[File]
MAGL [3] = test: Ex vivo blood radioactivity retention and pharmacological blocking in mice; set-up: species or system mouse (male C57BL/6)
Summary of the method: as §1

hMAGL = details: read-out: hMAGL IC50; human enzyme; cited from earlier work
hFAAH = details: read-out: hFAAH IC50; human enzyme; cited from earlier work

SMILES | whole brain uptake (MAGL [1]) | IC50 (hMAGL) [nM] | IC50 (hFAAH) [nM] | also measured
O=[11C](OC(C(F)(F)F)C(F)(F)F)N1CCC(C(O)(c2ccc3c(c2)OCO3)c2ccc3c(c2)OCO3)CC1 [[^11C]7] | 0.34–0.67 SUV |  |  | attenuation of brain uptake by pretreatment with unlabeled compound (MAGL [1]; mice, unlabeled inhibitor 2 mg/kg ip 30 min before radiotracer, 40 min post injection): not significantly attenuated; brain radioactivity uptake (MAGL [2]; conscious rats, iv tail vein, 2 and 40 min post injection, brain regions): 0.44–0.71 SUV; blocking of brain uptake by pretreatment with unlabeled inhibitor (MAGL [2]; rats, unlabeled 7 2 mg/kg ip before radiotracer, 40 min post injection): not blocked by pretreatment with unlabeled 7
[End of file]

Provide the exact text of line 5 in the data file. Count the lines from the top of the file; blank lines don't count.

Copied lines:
SMILES | whole brain uptake (MAGL [1]) | IC50 (hMAGL) [nM] | IC50 (hFAAH) [nM] | also measured